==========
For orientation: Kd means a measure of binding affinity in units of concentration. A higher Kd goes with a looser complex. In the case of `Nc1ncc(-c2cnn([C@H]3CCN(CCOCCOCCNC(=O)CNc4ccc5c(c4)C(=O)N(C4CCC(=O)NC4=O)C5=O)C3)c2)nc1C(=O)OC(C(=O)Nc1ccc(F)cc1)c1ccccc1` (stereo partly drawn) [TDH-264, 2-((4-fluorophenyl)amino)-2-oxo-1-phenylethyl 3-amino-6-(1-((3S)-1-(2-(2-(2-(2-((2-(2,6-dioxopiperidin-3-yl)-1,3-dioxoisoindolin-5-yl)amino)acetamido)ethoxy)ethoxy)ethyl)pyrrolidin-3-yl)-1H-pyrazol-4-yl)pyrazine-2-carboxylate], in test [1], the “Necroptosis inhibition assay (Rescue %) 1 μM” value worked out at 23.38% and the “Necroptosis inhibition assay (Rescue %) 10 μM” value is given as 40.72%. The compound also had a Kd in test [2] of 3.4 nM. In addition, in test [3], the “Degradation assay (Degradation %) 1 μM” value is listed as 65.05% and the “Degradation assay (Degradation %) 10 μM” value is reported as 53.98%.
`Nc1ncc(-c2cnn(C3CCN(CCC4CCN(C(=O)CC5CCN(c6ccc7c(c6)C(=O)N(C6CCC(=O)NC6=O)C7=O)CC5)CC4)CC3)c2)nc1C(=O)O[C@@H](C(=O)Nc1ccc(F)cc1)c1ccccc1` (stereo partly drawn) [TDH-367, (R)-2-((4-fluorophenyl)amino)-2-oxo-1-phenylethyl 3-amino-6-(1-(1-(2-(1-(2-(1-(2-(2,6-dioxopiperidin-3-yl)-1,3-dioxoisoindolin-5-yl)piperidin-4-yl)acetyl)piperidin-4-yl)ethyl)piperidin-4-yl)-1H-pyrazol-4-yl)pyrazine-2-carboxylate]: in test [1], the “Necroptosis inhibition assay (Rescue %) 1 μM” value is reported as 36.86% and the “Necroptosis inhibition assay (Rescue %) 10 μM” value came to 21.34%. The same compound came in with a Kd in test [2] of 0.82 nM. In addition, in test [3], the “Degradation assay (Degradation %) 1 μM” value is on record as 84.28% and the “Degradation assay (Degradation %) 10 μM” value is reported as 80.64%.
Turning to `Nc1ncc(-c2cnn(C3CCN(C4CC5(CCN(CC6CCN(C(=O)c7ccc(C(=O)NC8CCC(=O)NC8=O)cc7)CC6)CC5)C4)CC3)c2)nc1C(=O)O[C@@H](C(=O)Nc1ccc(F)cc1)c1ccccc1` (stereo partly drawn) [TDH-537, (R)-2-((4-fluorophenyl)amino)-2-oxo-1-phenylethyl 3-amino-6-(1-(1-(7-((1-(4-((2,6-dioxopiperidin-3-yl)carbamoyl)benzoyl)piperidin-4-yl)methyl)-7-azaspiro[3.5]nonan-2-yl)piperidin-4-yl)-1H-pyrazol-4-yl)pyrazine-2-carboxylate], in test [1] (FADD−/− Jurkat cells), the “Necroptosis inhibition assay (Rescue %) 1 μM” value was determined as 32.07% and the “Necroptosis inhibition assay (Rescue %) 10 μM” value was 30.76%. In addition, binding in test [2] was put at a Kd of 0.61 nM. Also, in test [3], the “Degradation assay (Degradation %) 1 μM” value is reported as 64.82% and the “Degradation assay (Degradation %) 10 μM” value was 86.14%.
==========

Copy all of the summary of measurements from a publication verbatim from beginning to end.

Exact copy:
For orientation: Kd means a measure of binding affinity in units of concentration. A higher Kd goes with a looser complex. In the case of `Nc1ncc(-c2cnn([C@H]3CCN(CCOCCOCCNC(=O)CNc4ccc5c(c4)C(=O)N(C4CCC(=O)NC4=O)C5=O)C3)c2)nc1C(=O)OC(C(=O)Nc1ccc(F)cc1)c1ccccc1` (stereo partly drawn) [TDH-264, 2-((4-fluorophenyl)amino)-2-oxo-1-phenylethyl 3-amino-6-(1-((3S)-1-(2-(2-(2-(2-((2-(2,6-dioxopiperidin-3-yl)-1,3-dioxoisoindolin-5-yl)amino)acetamido)ethoxy)ethoxy)ethyl)pyrrolidin-3-yl)-1H-pyrazol-4-yl)pyrazine-2-carboxylate], in test [1], the “Necroptosis inhibition assay (Rescue %) 1 μM” value worked out at 23.38% and the “Necroptosis inhibition assay (Rescue %) 10 μM” value is given as 40.72%. The compound also had a Kd in test [2] of 3.4 nM. In addition, in test [3], the “Degradation assay (Degradation %) 1 μM” value is listed as 65.05% and the “Degradation assay (Degradation %) 10 μM” value is reported as 53.98%.
`Nc1ncc(-c2cnn(C3CCN(CCC4CCN(C(=O)CC5CCN(c6ccc7c(c6)C(=O)N(C6CCC(=O)NC6=O)C7=O)CC5)CC4)CC3)c2)nc1C(=O)O[C@@H](C(=O)Nc1ccc(F)cc1)c1ccccc1` (stereo partly drawn) [TDH-367, (R)-2-((4-fluorophenyl)amino)-2-oxo-1-phenylethyl 3-amino-6-(1-(1-(2-(1-(2-(1-(2-(2,6-dioxopiperidin-3-yl)-1,3-dioxoisoindolin-5-yl)piperidin-4-yl)acetyl)piperidin-4-yl)ethyl)piperidin-4-yl)-1H-pyrazol-4-yl)pyrazine-2-carboxylate]: in test [1], the “Necroptosis inhibition assay (Rescue %) 1 μM” value is reported as 36.86% and the “Necroptosis inhibition assay (Rescue %) 10 μM” value came to 21.34%. The same compound came in with a Kd in test [2] of 0.82 nM. In addition, in test [3], the “Degradation assay (Degradation %) 1 μM” value is on record as 84.28% and the “Degradation assay (Degradation %) 10 μM” value is reported as 80.64%.
Turning to `Nc1ncc(-c2cnn(C3CCN(C4CC5(CCN(CC6CCN(C(=O)c7ccc(C(=O)NC8CCC(=O)NC8=O)cc7)CC6)CC5)C4)CC3)c2)nc1C(=O)O[C@@H](C(=O)Nc1ccc(F)cc1)c1ccccc1` (stereo partly drawn) [TDH-537, (R)-2-((4-fluorophenyl)amino)-2-oxo-1-phenylethyl 3-amino-6-(1-(1-(7-((1-(4-((2,6-dioxopiperidin-3-yl)carbamoyl)benzoyl)piperidin-4-yl)methyl)-7-azaspiro[3.5]nonan-2-yl)piperidin-4-yl)-1H-pyrazol-4-yl)pyrazine-2-carboxylate], in test [1] (FADD−/− Jurkat cells), the “Necroptosis inhibition assay (Rescue %) 1 μM” value was determined as 32.07% and the “Necroptosis inhibition assay (Rescue %) 10 μM” value was 30.76%. In addition, binding in test [2] was put at a Kd of 0.61 nM. Also, in test [3], the “Degradation assay (Degradation %) 1 μM” value is reported as 64.82% and the “Degradation assay (Degradation %) 10 μM” value was 86.14%.